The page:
Monday, March 16 – the US Shuts Down as New Cases in China Decline
There are now more coronavirus cases outside China than inside as global infections stand at 167,000 and 6,000 deaths. The number of infections in Europe is growing faster than in China during the height of its outbreak, where new cases are decreasing. Iran has the worst outbreak in the Middle East.
The Australian stock market had the biggest decline ever, the price of oil continued to drop, and in the UK the FTSE fell another 6%. The Dow and S&P 500 indexes had their biggest one-day losses since 1987, falling at least 12%, respectively, and the Nasdaq Composite had its biggest one-day plunge ever, tumbling 12.3%. Even the price of gold fell as people sold assets in a “dash for cash”.
Most states and cities closed restaurants, bars, and gyms, Las Vegas casinos are closing, beaches are closed, while other states and restaurant chains now offer only pickup or delivery, and Hoboken, NJ declared a city-wide curfew at night.
Friday the 13th – Everything is Canceled, Everywhere
President Trump today declared a national emergency with tallies of 1,700 cases and 40 deaths from coronavirus. In a press conference, Trump announced plans to catch up on testing capacity with emergency approval from the FDA for tests, and partnership with drug companies and even Walmart and Target who volunteered their parking lots for drive-through testing. The US is short on tests and testing procedures because it rejected a test provided by the World Health Organization, and had the CDC make their own, flawed version. Plus, siloed public and private healthcare in the US means there’s no national testing procedures or even a central tracking database.
Schools have extended spring break, sporting events have barred spectators, parades, church services, and concerts are canceled, Disneyland is closed, and the NBA season has been postponed. Airlines have canceled flights and laid-off workers, and restaurants are closing seating areas, operating only the drive-through. US stock markets recovered nearly 10% today on news of the national emergency and federal stimulus proposals but were down 10% for the week.
Over the weekend Australia imposed a fourteen-day quarantine for all new arrivals, UK announced plans to isolate those over 70 years old, and testing of Americans inbound from Europe saw confusion and long delays at US airports. Uneasy citizens practiced “social distancing” as prescribed by health officials, even while queuing to panic buy any remaining toilet paper and bottled water left on the shelves. Some health officials say more than half the population of some countries may become infected, so the priority is containment and quarantine to “flatten the curve” of infections so the spike of patients doesn’t overwhelm the fixed capacity of healthcare supply. On Sunday, the US Federal Reserve cut interest rates to almost zero and launched a $700B stimulus program.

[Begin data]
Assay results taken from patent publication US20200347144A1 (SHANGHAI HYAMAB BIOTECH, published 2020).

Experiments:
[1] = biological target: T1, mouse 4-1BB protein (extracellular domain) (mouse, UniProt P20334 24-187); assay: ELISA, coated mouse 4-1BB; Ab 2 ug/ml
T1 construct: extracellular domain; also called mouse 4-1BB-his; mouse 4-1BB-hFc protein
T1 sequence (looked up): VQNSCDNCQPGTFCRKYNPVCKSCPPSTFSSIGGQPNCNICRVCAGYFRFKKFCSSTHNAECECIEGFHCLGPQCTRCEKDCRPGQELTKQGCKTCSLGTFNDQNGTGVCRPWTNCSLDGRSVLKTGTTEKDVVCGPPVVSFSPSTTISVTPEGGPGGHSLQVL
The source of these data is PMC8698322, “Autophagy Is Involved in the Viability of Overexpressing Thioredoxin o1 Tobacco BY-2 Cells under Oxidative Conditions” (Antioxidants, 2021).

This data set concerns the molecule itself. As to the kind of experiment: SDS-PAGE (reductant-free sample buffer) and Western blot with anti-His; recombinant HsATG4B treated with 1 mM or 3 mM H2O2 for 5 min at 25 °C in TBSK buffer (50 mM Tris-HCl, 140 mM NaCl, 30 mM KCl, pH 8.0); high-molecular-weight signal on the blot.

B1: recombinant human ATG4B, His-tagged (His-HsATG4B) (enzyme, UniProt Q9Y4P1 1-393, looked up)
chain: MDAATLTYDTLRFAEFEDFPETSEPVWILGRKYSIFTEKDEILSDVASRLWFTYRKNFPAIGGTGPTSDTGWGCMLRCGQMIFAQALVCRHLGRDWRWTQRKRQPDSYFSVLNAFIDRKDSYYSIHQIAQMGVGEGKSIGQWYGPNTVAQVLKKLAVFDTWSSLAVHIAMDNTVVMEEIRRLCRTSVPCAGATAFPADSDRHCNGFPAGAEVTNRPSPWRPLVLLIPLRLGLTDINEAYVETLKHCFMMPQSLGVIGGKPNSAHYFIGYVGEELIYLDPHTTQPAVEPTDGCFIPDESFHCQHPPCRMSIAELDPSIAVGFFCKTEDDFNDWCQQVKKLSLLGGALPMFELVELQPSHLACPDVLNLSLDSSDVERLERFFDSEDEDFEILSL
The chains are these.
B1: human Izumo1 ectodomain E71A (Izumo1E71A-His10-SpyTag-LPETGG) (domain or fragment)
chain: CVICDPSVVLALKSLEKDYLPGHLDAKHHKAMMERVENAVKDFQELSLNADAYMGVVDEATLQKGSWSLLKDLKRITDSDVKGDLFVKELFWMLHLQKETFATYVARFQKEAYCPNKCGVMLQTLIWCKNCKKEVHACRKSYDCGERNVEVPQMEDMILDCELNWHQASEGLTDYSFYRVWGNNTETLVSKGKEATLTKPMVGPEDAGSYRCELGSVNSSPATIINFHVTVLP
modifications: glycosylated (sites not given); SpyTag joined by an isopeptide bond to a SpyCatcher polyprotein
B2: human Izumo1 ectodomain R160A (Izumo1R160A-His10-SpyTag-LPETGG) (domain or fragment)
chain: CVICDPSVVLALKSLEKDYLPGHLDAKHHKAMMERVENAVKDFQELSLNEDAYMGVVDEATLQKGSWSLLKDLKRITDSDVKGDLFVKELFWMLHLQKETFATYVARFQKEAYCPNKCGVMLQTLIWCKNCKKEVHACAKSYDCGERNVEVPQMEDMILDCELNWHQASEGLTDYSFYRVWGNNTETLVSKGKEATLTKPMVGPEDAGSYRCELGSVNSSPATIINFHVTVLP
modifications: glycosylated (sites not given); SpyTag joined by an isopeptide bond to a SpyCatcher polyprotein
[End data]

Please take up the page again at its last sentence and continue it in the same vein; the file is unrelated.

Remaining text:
And for the first time in recent memory, news headlines were free of Greta Thunberg.
March 12 – Stocks Dive After US Bans Travel From Europe
President Trump banned non-Americans traveling to the US from 26 European countries, not including the UK and Ireland, effective tomorrow. Even worse, Ireland canceled St. Patrick’s Day festivities. The day ended with a 10% dive of US markets, the largest single-day decline since Black Monday in 1987.
March 11 – Pandemic Declared
The World Health Organization (WHO) officially declared Covid-19 a pandemic. In New York National Guard troops delivered food to people inside the quarantine zone in new Rochelle, just north of New York City. Google and other companies are telling employees to work from home. The worldwide death toll has surpassed 4,200, mostly in China, but at least 168 coronavirus victims died in Italy.
About 80% of the cases were mild, but the virus had a fatality rate of 2-3%. In comparison, the flu killed tens of thousands of Americans this winter, with a mortality rate of 0.05-0.1%.
In the US where there are more than 1,000 cases, the Director of the National Institute of Allergy and Infectious Diseases told Congress that Americans must immediately change their everyday lives to prevent catching or spreading the virus.
March 9 – Stock Market Drops